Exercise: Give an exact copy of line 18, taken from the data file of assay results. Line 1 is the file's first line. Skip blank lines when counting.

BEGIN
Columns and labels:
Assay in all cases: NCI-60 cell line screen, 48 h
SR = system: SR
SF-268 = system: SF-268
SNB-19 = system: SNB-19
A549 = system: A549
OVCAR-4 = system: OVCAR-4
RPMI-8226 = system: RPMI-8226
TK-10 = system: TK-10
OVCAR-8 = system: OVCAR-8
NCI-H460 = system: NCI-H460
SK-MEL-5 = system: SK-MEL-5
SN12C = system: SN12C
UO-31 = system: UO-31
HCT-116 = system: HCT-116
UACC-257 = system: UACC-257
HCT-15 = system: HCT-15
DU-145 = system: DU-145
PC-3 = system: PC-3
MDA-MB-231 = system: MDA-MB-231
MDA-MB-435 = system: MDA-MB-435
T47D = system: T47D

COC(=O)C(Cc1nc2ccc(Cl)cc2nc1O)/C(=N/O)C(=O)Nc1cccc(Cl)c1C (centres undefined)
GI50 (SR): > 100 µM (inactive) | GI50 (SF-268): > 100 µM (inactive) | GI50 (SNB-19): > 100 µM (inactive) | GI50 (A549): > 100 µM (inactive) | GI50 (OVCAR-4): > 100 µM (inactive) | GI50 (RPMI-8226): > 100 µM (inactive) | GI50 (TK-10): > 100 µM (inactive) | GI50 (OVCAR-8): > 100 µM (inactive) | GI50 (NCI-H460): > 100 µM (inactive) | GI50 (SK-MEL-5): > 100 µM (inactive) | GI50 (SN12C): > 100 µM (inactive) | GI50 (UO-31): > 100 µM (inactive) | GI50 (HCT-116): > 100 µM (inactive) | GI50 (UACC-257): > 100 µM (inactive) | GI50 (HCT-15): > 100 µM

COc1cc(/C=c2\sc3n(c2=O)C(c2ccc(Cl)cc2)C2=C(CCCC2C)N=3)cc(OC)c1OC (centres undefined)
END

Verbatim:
DU-145 = system: DU-145